Mao Ye earned his Ph.D. degree from Cornell University. In 2006, he was elected as a trustee member of Cornell’s Board of Trustees, marking the first time an Ivy League institution had elected a trustee from Mainland China. In 2018, the New York Historical Society selected Mao Ye as one of the stories in their book “Journeys: An American Story.”

Dr. Chao Liu, CEO of TianYanCha Inc,”TianYanCha: The Heterogeneous Information Network of Chinese Enterprises”

Published in 2017

Date: Friday, May 12, 2017

Time: 2-3pm

Location: 4405 Siebel Center

Speaker: Dr. Chao Liu, CEO of TianYanCha Inc

Title: TianYanCha: The Heterogeneous Information Network of Chinese Enterprises

Abstract: TianYanCha Inc. ( is the No. 1 Business Investigation Platform in China, supported by the State’s venture capital. It accumulates all the public information about 120 million Chinese enterprises from the Web, and organizes them as a dynamically evolving information network. By checking various aspects of a particular enterprise and its connections to other ones, the investigator can usually locate suspicious points that may otherwise miss. For example, KPMG heavily use it in the i-section of everyday auditing work, to uncover related parties and transactions in between. In this talk, I will review the motivation and evolution of TianYanCha, and share with the audience some lessons learnt during the startup.

Bio:Dr. Chao Liu is the founder and CEO of TianYanCha Inc. (, which is the No. 1 Business Investigation Platform in China. Before founding the company, Dr. Liu served as the Chief Scientist and director in Sogou and Tencent. Before going back to China, Dr. Liu was a researcher at Microsoft Research at Redmond, and led the Data Intelligence Group. His research has been focused on Web services (e.g., search and ads) and data mining, with about 40 conference/journal publications in renowned conferences (e.g., ICML, KDD, SIGIR, FSE, etc) and journals (e.g., IEEE-TSE, IEEE-Computer and ACM TKDD). In addition, many of his research results have been transferred to Microsoft Bing search engine. Chao has been on the program and organizing committees of many conferences, and actively campaigns for the mutualism between academia and industry. He served on the funding review committee for the United States National Science Foundation (US-NSF) for the data mining track in Washington DC, 2011. Chao earned his PhD in Computer Science from the University of Illinois at Urbana-Champaign in 2007, and B.S. in Computer Science from Peking University in 2003.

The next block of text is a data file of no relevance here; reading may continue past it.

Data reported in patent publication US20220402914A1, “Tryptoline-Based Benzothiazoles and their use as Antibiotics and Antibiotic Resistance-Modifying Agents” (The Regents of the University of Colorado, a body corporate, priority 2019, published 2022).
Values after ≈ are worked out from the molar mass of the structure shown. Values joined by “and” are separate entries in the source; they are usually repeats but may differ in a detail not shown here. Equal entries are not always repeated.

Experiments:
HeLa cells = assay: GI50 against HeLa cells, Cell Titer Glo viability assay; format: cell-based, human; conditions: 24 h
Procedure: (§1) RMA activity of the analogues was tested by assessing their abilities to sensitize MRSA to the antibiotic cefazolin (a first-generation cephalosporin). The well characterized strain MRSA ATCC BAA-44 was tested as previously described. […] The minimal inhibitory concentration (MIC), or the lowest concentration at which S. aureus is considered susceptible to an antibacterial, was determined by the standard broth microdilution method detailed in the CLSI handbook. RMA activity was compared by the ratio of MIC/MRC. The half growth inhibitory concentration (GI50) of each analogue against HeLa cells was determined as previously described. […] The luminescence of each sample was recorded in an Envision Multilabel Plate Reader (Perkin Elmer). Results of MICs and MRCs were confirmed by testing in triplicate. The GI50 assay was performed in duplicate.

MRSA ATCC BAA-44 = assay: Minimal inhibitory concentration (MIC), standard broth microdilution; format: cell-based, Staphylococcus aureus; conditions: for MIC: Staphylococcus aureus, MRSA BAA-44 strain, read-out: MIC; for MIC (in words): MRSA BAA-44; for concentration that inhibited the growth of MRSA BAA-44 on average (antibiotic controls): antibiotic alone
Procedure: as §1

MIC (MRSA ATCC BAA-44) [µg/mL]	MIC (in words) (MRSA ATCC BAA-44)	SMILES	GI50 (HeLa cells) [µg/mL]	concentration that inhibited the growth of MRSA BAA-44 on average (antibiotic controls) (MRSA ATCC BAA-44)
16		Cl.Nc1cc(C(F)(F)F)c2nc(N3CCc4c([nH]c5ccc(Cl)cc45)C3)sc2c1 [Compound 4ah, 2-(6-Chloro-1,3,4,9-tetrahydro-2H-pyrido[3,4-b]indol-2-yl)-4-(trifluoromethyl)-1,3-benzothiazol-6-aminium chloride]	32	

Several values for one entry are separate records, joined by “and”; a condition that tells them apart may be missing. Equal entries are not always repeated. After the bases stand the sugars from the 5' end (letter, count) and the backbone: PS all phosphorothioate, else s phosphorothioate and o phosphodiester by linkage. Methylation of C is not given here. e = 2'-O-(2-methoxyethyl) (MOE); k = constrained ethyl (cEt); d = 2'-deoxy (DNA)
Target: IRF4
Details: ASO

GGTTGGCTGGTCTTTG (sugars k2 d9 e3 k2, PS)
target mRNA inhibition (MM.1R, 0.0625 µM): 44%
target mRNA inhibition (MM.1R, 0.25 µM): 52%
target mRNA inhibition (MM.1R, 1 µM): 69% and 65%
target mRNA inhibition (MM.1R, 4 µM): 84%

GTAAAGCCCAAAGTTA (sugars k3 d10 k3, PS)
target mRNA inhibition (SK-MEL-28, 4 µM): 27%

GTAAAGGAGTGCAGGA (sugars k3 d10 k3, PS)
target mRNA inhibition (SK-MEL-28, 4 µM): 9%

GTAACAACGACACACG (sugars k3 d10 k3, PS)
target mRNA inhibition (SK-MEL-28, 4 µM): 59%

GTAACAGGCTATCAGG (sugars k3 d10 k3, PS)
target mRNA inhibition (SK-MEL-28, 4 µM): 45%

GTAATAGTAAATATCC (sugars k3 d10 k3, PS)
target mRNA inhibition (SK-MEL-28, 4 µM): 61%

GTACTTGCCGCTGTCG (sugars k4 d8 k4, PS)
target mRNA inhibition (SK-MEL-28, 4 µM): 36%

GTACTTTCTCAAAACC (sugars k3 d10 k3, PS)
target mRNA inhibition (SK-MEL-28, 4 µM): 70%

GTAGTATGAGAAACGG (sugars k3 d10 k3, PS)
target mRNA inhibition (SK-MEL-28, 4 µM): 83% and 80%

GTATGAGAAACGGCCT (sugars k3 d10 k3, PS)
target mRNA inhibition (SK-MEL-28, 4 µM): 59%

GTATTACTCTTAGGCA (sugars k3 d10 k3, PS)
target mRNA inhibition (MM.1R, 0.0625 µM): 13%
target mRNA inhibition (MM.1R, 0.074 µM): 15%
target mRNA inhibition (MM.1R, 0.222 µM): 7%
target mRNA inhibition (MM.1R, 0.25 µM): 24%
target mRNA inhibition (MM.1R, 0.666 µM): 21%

Xifeng Yan, Professor, UCSB, “Knowledge Graph and Question Answering”

Published in 2017

Date: Monday, March 27, 2017

Time: 9:30 AM

Location: 3405 Siebel Center

Speaker: Xifeng Yan, University of California at Santa Barbara

Title: Knowledge Graph and Question Answering

Abstract:  The paradigm of information search is undergoing a significant transformation due to the rise of mobile devices. Techniques that can directly answer user questions and help users navigate the answer space are becoming more desired.  In this talk, I will give a broad introduction on knowledge graph and question answering problems studied in my lab.  Starting with the challenges and issues existing in knowledge graph query processing, I will discuss our efforts in addressing these issues, including schemaless graph querying, user feedback, factoid question benchmark, natural language questions, and query routing in collaborative networks.

Short Bio: Xifeng Yan is a professor at the University of California, Santa Barbara. He holds the Venkatesh Narayanamurti Chair of Computer Science. He received his Ph.D. from the University of Illinois at Urbana-Champaign in 2006 and was a research staff member at the IBM T. J. Watson Research Center between 2006 and 2008. He has been working on modeling, managing, and mining graphs in knowledge graphs, information networks, computer systems, social media and bioinformatics. His works were extensively referenced, with over 14,000 citations per Google Scholar.  He received NSF CAREER Award, IBM Invention Achievement Award, ACM-SIGMOD Dissertation Runner-Up Award, and IEEE ICDM 10-year Highest Impact Paper Award.